Thursday, December 3, 2009
Yes, but what's REALLY bothering you?
Day 27 of 30 Days of Debt Collection (now into its 104th calendar day!) finds me thinking about the question of whether your damages are linked to your claims. Or, as the headline says, what's really bothering you? Is it the violation of the, or something else?
The Fair Debt Collection Practices Act (FDCPA) lets debtors sue for emotional distress and other "actual damages" caused by debt collectors who violate the law -- but not every bad thing that happens to a debtor is caused by the bad things that the debt collector did.
That's the lesson of Thomas v. Law Firm of Simpson & Cybak, a 2007 7th Circuit case that considered whether a debtor's claim was moot after the debtor rejected an offer of settlement.
Thomas, the debtor, defaulted on his automobile payments, and got a sued by the law firm of "Simpson & Cybak" representing his creditor, GMAC. Thomas responded to that suit by countersuing GMAC and the law firm, claiming (apparently correctly, but that's not clear) that the law firm had violated the FDCPA by not including the "validation notice" required with initial communications. Thomas was deposed, and was asked about his damages -- the harm the failure to send the validation notice had caused. Thomas responded that his "actual damages" were that he had lost the use of the car that had been repossessed. When questioned further, Thomas candidly admitted that his loss of the Blazer had nothing to do with the alleged FDCPA violation.
That is, the law firm's (alleged) failure to include the validation notice did not, in Thomas' opinion, cause him to lose his Blazer. Thomas admitted that even if he had been given the validation notice (which only requires that he be told he can dispute the debt and obtain verification of that, as well as the name of the original creditor) he could not have gone on making payments.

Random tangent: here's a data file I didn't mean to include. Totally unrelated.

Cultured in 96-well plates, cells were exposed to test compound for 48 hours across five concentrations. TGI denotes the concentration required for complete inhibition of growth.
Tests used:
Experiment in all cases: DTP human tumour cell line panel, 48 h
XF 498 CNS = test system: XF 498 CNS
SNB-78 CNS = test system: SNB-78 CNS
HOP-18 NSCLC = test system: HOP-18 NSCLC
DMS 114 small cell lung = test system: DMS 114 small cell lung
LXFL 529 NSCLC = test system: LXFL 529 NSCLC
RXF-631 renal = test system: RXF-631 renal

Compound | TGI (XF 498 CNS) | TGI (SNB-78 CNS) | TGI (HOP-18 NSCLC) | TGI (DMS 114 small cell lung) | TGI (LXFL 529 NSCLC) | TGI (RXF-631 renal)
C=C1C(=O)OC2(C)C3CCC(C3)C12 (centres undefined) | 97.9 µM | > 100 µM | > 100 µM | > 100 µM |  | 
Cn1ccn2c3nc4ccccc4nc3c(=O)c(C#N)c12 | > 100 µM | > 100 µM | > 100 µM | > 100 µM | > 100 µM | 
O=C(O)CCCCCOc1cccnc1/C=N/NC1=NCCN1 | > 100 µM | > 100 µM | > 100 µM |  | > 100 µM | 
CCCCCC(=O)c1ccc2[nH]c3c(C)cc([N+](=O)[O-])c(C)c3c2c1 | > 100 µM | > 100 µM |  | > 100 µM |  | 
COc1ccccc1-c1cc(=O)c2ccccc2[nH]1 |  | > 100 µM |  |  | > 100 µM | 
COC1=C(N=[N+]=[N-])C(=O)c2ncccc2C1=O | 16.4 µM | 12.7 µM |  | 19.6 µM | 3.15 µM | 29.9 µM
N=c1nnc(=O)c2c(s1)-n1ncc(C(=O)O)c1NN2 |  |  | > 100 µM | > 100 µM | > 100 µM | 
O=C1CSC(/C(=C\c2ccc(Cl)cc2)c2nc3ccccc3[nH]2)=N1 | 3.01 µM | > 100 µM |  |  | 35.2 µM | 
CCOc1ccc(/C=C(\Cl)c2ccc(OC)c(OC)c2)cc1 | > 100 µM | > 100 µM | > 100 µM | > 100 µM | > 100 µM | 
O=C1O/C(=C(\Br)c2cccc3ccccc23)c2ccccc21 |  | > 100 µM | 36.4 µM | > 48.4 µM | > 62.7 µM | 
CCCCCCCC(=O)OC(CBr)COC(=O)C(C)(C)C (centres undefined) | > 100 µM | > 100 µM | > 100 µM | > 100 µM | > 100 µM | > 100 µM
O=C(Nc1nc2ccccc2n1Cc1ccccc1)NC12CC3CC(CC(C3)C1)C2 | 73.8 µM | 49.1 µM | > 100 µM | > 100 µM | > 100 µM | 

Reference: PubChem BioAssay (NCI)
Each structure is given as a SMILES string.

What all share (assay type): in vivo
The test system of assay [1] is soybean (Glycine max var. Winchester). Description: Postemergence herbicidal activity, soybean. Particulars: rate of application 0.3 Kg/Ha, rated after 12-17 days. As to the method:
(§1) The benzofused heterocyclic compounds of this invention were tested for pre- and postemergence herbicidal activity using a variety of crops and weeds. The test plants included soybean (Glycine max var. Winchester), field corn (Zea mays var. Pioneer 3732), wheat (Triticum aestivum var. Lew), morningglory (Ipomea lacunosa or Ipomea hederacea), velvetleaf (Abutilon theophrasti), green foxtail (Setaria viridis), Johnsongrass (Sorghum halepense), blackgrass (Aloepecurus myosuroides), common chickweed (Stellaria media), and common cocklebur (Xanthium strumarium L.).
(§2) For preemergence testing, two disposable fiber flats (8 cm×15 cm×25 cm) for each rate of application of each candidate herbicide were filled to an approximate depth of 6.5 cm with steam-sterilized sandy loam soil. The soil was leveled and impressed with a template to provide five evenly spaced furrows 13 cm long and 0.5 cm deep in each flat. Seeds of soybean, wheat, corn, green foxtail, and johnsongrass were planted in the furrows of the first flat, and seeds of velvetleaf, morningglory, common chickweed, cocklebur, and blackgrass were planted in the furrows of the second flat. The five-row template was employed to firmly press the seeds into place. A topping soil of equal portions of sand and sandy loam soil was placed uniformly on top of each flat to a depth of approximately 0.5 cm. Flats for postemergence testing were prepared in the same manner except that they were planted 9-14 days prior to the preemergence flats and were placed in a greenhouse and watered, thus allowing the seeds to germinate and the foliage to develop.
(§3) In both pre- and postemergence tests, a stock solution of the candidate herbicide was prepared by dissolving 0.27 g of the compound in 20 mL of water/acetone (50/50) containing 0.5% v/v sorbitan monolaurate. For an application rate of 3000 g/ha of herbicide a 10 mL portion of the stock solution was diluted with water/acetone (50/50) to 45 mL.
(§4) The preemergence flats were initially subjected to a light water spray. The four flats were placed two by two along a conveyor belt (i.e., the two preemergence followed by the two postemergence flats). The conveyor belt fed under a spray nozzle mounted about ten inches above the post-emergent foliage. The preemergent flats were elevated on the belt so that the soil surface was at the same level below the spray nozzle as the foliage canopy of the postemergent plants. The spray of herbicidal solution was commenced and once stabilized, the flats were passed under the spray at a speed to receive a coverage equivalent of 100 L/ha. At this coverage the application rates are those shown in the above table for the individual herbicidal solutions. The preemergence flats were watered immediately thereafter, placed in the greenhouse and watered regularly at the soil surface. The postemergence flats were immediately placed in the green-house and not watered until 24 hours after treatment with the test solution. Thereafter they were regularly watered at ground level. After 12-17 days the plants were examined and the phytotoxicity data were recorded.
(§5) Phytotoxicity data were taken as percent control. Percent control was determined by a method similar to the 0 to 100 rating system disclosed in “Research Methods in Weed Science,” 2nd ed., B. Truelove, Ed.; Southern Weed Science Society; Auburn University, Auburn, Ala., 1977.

With that, the defendants opted to short-circuit Thomas' claims (which went on for seven years, total, a staggering length of time for a simple lawsuit) by offering him $5,000 to settle. Thomas rejected the offer, and the defendants moved to dismiss the case as "moot."
A case is moot when there's no reason to go on suing, and in this case, there was no reason to go on suing, the defendants said, because they'd offered Thomas everything he could hope to gain in a lawsuit -- more, in fact. They said that they'd offered him full compensation, and that he could not possibly do better than $5,000 if his case continued.
"You can't go on suing after you've won," is a saying heard in many FDCPA cases like this, and that rule applied to Thomas, too: The Court dismissed his case as moot.
The Seventh Circuit Court of Appeals agreed with that decision, noting that Thomas could provide no link between the FDCPA violation and what he claimed were his damages. Thomas argued on appeal that not only had he lost his Blazer, but he'd also suffered "extreme embarrassment and humiliation," and said he wanted $20,000, not just $5,000, for that. But again, he couldn't tie that in to the FDCPA; he'd said at his deposition that his embarrassment had come from testimony in the lawsuit to get the car back, not from the lack of a validation notice.
Thomas' injuries were real-- he no doubt was embarrassed by the testimony and no doubt missed his Blazer -- but they were not really related to the FDCPA. And that's the real message of his case: you can't just be injured, you have to be injured by the violation. The FDCPA allows for actual damages only where the damages were actually caused by the debt collector.
But if the violation didn't harm you, don't despair: remember that there's still "statutory damages," so you could collect up to $1,000 for a violation even if you weren't harmed.
There's another lesson in Thomas, too, and that lesson is this: Don't be greedy. Thomas was offered $5,000 -- a not insubstantial sum of money for a guy whose claim was that a letter didn't include a notice. He turned it down and tried to get even more, and in the end, went home empty handed.
Still 5 days left in the contest: Comment on this post! You could win a book or magazine subscription (details here) and you'll be making me happy (details on that here.)